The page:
Log home handcrafters tend to be smaller operations than their manufactured cousins. Most produce the logs for their homes much the same way early settlers did. They may actually go into the woods and individually select the trees they intend to use. Using hand-held tools, they then remove the bark from the trees and cut and shape each log. Some of these tools are power assisted — chainsaws, chippers, sanders — but others are the same type of tools used for centuries, such as the broad ax, adze and chisel.

The way handcrafters select and cut their logs differs significantly from the methods used by manufacturers that stress uniformity of their logs. Handcrafters generally select logs that span the full length of a wall, and each log is cut and shaped to fit one specific location in the home. When a handcrafter works with full-round logs, each log retains the shape of the tree. Logs are often thicker at the bottom (“butt end”) than at the top of the tree. This natural taper requires that handcrafters alternate stacking logs in their walls — butt to top, then top to butt and so on — so that the wall’s height remains level.

Handcrafters also work with square or rectangular logs, usually with dovetail corners. They cut these logs to a uniform shape with a saw, adze or broad ax and then need only cut corner notches to fit properly in the home.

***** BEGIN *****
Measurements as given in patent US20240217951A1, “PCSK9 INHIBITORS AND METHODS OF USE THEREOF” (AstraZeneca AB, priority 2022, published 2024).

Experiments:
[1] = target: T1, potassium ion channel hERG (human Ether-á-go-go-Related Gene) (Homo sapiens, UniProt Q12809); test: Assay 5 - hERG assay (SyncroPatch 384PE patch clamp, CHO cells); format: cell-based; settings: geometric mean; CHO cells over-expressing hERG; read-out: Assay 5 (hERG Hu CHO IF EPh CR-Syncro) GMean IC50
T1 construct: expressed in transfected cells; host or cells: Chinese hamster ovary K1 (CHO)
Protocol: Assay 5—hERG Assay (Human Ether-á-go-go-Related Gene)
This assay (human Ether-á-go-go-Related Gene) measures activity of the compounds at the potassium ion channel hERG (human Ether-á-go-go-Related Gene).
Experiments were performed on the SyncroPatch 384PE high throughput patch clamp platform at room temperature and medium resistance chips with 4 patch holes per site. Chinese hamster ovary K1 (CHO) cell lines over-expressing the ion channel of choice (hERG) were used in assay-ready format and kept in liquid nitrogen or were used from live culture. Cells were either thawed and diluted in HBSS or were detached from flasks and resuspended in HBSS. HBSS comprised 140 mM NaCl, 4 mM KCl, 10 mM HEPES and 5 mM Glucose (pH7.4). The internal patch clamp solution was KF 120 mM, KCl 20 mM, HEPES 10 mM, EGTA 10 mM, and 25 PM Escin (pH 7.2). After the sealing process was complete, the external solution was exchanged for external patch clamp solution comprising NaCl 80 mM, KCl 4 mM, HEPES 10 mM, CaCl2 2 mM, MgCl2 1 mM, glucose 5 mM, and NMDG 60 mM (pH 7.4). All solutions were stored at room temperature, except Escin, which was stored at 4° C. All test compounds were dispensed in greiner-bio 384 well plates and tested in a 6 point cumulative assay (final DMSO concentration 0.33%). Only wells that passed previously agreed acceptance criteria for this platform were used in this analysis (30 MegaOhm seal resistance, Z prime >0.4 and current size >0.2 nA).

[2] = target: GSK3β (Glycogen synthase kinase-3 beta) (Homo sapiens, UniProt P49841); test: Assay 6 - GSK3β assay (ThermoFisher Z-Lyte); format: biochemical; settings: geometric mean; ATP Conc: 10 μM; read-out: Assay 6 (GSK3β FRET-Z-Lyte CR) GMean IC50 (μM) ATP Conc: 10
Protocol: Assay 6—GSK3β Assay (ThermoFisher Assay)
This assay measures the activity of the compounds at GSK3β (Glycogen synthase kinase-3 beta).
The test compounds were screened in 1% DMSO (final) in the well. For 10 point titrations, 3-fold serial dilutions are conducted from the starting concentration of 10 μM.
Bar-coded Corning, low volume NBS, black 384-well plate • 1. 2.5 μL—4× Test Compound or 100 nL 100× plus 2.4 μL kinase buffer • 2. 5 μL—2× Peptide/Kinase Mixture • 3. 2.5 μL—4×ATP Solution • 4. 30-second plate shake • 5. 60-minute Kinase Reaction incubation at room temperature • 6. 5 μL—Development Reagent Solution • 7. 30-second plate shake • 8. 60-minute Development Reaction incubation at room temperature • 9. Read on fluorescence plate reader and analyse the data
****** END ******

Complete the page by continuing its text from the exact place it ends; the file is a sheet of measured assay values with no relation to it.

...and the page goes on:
Handcrafting Operations

Handcrafters customarily work in groups of two or three skilled individuals per company. They custom build every home in the traditional sense of the word, cutting and shaping every log for its precise location within the structure. The logs they select for your home are brought to the yard and pre-assembled on a temporary foundation to check their fit. Then, they’re numbered to record their exact location in the home, disassembled and trucked to the building site for re-erection and finishing.

There are schools that teach the craft but no governmental agencies that regulate or set standards for handcrafted homes. Each handcrafter is an artisan, and the finished home is often a true work of art. Because the demand today is for more complex handcrafted homes, more and more of these artisans are working with engineers and architects for the structural design calculations required to meet building codes.

Handcrafter Payments

Payment terms vary among handcrafters. Generally, they expect a down payment of from one-fourth to one-third of the total when you approve the plans for your home. Once work gets under way, progress payments normally are required. Final payment, depending on your handcrafter, will be due before the logs leave the yard, when the logs are erected or, if the handcrafter is also doing your finishing work, when the job has been completed.

Delivery Schedules

Smaller handcrafters often require advance notice of several months to a year to produce a home. Since they generally work with a limited number of logsmiths and can produce just a few homes at a time, their delivery schedules are obviously very different from those of manufacturers.